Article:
Listen. (That’s the important part.)
A clatter composed mostly to deceive. To indoctrinate. To sell something. Oftentimes, a combination of all three. A real racket.
The world needs less noise not more. More conversation and honest exchanges of productive and generous ideas, yes. More cooperative interaction. But that’s not what all these cold blasts of hot air are.
Malformed opinion. Empty rumour-mongering and idle, ideological speculation. Press releases and p.r. strategic commiqués. Fashionable nonsense intended to bury the truth instead of digging down to the core of it.
Obscurantism has become the official language of public discourse.
Pause before yelling into the clamorous void. In all likelihood, your voice contributes nothing other than volume. The confidence with which you speak is probably inversely proportional to the need there is for you to speak. If not the confidence, the certainty certainly.
If you are absolutely sure, the likelihood is that you’re absolutely wrong.
Be humble, humbler. Humility is a highly underrated skillset. Admitting that you know less than you do opens up the possibility of learning a whole lot more. Cogito, ergo sum, Descartes said, but should’ve added, sed cogitare antequam loqui.
It was a different time.
“Don’t believe half of what you see,” Lou Reed sang, “and none of what you hear.” Tapping into a tradition of skepticism dating back to at least the mid-19th century. A healthy skepticism, now claimed and bastardized by charlatans and their abiders who terminally, desperately want to believe in anything but the stark, unforgiving reality glowering in front of them.
At first blush is exactly that. An involuntary response from the sympathetic nervous system that releases adrenaline, causing vasodilation (according to a slapped together Google search). A gut reaction, in other words. Nine times out of ten during the course of our daily lives an overreaction. An incorrect effect to a misunderstood cause. We get it wrong. We don’t run with it.
Unless, of course, that’s the pathology.
Lack of depth, all surface.
That first blush is all we have. Thoughts and ideas that shouldn’t survive past a second look, the most basic of reconsiderations and reevaluations, never mind a cursory fact-check and verification, stand obstinately pat. The flag planted. Line drawn in the sand. Wagons circled. Nothing gets past the perimeter.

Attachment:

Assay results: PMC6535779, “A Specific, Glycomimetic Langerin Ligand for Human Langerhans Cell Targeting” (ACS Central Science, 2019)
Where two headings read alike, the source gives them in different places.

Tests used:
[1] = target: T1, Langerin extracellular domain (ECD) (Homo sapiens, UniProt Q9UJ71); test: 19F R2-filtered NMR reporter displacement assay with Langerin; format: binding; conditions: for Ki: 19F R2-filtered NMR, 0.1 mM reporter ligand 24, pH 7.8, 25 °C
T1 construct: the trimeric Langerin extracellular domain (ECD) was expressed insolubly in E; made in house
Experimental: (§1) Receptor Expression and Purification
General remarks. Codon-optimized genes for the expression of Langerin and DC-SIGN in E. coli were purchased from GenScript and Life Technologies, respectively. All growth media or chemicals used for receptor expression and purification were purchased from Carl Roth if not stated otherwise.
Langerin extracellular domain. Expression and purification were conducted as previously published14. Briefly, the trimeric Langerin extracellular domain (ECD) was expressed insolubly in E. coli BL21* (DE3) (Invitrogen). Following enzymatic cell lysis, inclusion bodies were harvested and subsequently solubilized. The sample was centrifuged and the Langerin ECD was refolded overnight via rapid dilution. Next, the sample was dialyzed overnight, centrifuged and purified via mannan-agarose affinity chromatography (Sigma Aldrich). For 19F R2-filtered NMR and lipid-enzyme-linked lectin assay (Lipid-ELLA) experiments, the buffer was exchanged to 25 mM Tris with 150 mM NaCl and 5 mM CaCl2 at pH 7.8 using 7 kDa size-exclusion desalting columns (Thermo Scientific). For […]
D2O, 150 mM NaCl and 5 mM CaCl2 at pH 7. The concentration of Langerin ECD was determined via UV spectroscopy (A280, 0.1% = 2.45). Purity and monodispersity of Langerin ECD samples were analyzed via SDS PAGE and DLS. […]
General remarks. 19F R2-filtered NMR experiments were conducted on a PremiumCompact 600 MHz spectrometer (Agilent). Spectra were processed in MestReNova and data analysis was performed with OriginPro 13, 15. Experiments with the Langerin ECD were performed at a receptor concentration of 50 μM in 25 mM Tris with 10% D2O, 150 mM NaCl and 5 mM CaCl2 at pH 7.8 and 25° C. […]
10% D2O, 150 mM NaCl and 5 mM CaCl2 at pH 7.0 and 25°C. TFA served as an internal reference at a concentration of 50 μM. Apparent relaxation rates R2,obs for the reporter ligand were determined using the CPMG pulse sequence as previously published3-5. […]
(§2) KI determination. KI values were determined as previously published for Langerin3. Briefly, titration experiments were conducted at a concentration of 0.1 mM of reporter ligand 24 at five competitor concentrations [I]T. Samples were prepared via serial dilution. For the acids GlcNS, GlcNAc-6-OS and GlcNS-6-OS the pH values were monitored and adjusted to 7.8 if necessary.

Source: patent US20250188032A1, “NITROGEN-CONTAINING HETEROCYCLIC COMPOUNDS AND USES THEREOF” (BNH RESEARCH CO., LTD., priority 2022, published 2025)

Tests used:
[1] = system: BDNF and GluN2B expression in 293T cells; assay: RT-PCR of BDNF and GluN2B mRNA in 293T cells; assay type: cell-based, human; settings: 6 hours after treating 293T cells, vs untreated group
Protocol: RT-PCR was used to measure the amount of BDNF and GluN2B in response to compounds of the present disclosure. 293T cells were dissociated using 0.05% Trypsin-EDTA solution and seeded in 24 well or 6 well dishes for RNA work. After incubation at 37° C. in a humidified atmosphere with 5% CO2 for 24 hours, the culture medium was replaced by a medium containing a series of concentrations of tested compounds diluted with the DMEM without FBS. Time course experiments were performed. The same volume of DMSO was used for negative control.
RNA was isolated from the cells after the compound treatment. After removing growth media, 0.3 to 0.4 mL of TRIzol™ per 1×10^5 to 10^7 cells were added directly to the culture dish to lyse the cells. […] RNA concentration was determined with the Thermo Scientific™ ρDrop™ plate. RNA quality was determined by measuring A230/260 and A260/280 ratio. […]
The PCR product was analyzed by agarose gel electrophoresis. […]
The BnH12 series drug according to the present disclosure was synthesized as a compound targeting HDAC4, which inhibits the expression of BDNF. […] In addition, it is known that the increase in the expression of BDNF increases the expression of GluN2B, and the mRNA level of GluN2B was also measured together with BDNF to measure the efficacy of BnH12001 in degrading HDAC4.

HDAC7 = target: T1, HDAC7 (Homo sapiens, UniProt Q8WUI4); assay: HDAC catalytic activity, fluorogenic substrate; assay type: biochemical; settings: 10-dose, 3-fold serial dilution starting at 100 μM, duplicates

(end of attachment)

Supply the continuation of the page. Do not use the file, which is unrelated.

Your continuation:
The irony in this, in this, our Information Age, is that access to encyclopedic amounts of information at our fingertips has allowed us to build free-floating contraptions of misinformation upon rickety foundations of disinformation. 21st-century humans have grown more ill-informed not less, conducting ourselves as if we believed the earth was flat and the sun revolved around it, relitigating early ages of alchemy and phrenology.
We didn’t know any better back then. We were grasping with unknowns, looking for explanations, searching for the truth. That isn’t the case these days. We know better. We just don’t care. The lie’s easier, more provocative. Gets people riled up and their wallets open.
Jonathan Swift wrote in 1710 ‘Falsehood flies, and the Truth comes limping after it’. He would be astounded at the unevenness of the race these days. Intentionally so, if we look too closely at the algorithmic preferences championed by our tech titans, outrage < engagement > outrage > engagement or some variation of that feedback loop. I can’t believe he just said that! sparks another round of fruitless back-and-forth, keeping the lie alive, the bullshit flowing.
In the face of that, silence shouldn’t be taken as complicity or cowardice. Despite the ease in expressing an opinion, always just a click away, maybe first some quiet reflection and vigilant assessment. What does my voice contribute to the ongoing conversation? Who needs to hear what I have to say? Probably far fewer people than most of us would like to think. That’s what family and IRL friends are for, to endure our half-cocked opinions and defective points of view.
Words are easy, the emptier the easier. There are big bucks to be had draining meaning from words, much content created of empty blather and conventional wisdom. The fog of tactical rhetoric which we are all currently wandering through, some of us comfortably at home in it, others desperately searching for a path out.
Shouts of This way! aren’t necessarily helpful if we can’t see where we’re going or where exactly the voices are coming from or, more sinisterly, if those voices can even be trusted. It only adds to the state of confusion. Unless you know the lay of the land or possess helpful coordinates, it’s probably best to hold your tongue, at least until you come into possession of some useful information to share. Our lines of communication are already clogged and backed up. Stuffing them with more material, no matter how well-intentioned, won’t get them flowing properly again.